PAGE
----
A very stupid, over-clever scoping-based importing trick

In some code I’m working on, I use a module which exposes a whole bunch of package variables as part of its public interface. It does not export them, however. I could refer to them directly by prefixing them all with Some::Module::, but that would be ugly and verbose. It’s also unsafe – the vars stricture will not help you catch typos if you use fully qualified names.

The obvious solution would be to emulate what exporting does:

our ($bar, @baz, %quux);
*bar  = \$Some::Module::bar;
*baz  = \@Some::Module::baz;
*quux = \%Some::Module::quux;

But this forces me to mention every single variable name thrice, just so I can declare it.

Another option would be to just use references stored in lexicals:

my $bar  = \$Some::Module::bar;
my $baz  = \@Some::Module::baz;
my $quux = \%Some::Module::quux;

That does remove one point of repetition. But it does so in exchange for having to strew arrows or double sigils all over the code.

Either way, the package name must be repeated over and over and over. This is possible to fix with a fairly innocuously stupid trick:

our ($bar, @baz, %quux);
(*bar, *baz, *quux) = do {
    package Some::Module;
    \($bar, @baz, %quux);

But this is, if anything, uglier than before. It does, however, allow for a nice improvement under recent perls (namely, given the refaliasing feauture):

\our ($bar, @baz, %quux) = do {
    package Some::Module;
    \($bar, @baz, %quux);

That’s not so bad any more.

But it’s still repetitive. It’s not nice enough that I would use it when I’m taking a shortcut, and it’s not obvious enough that I would use it when I’m aiming for maintainability.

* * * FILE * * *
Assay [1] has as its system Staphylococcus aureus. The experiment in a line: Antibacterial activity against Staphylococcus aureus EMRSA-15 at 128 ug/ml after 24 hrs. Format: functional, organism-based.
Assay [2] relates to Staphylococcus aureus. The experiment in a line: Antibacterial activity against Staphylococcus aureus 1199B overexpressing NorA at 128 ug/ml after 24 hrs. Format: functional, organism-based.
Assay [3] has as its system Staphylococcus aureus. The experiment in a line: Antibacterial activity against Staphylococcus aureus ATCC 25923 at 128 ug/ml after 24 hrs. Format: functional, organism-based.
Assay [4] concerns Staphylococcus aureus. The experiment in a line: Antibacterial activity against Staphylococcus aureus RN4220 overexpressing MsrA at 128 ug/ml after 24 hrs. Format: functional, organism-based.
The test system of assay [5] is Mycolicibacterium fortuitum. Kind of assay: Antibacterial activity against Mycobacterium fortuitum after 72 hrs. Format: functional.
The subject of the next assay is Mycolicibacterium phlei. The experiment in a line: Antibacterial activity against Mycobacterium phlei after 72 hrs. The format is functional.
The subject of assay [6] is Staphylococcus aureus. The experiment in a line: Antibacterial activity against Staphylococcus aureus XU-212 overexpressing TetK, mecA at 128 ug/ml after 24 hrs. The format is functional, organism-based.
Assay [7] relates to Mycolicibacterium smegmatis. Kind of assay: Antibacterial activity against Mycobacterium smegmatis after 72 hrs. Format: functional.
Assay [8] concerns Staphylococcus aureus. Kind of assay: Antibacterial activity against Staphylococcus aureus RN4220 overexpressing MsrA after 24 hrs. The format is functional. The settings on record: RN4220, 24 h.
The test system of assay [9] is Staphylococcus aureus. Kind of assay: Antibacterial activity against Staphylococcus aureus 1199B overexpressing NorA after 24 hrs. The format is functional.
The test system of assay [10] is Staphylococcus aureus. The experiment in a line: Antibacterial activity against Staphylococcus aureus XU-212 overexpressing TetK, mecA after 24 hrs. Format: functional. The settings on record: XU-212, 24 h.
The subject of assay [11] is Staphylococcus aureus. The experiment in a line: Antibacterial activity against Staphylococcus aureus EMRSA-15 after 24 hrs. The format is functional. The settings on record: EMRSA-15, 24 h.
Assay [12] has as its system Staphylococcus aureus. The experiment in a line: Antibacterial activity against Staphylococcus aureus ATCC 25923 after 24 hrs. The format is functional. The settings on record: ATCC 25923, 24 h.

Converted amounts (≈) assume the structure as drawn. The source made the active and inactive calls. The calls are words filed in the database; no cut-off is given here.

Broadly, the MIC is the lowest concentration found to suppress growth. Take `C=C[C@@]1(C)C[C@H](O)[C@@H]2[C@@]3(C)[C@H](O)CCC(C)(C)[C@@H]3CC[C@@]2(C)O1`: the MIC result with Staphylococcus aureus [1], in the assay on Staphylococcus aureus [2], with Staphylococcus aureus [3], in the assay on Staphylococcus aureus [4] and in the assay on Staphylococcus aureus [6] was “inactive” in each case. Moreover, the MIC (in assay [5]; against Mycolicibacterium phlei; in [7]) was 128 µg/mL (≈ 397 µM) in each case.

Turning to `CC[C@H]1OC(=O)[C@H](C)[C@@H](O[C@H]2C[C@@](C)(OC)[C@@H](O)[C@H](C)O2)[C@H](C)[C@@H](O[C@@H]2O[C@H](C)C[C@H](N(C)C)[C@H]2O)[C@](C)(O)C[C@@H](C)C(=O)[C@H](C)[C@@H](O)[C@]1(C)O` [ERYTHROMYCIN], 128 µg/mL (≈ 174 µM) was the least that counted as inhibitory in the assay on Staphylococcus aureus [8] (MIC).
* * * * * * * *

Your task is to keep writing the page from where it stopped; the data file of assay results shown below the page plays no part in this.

It is possible to go further, though.

Do you know what our does? Do you know exactly? Let me tell you: it declares a lexically scoped variable that aliases the package variable of the same name. Packages and lexical scopes are orthogonal concepts. The current package can change any number of times within a scope. And a lexical variable declared during a scope will be visible during the entire rest of the scope, regardless of the current package at any given point. Which means…

package Some::Module;
our ($bar, @baz, %quux);
package main;

… this works. After changing the current package to the one we want, lexically scoped aliases declared with our refer to package variables in that package. When we then switch the current package back, we remain in the same scope, so the lexicals we just declared remain visible.

The only irritating part is that the switch back has to explicitly name the package, something that was not necessary with the do { package ...; ... } construct above. Unfortunately we cannot block-scope the package switch like that, because that would also block-scope the lexicals, and we need them to survive. That was, after all, the whole point of the exercise.

So it can’t be made perfect, but it’s very close: every identifier involved (the package name and each variable of interest) is named exactly once, with exactly one redundant mention of an identifier not relevant to the intention of the code.

Clearly this… technique is too obscure to use in code that needs maintenance. But in throw-away scripts it might just come in handy.

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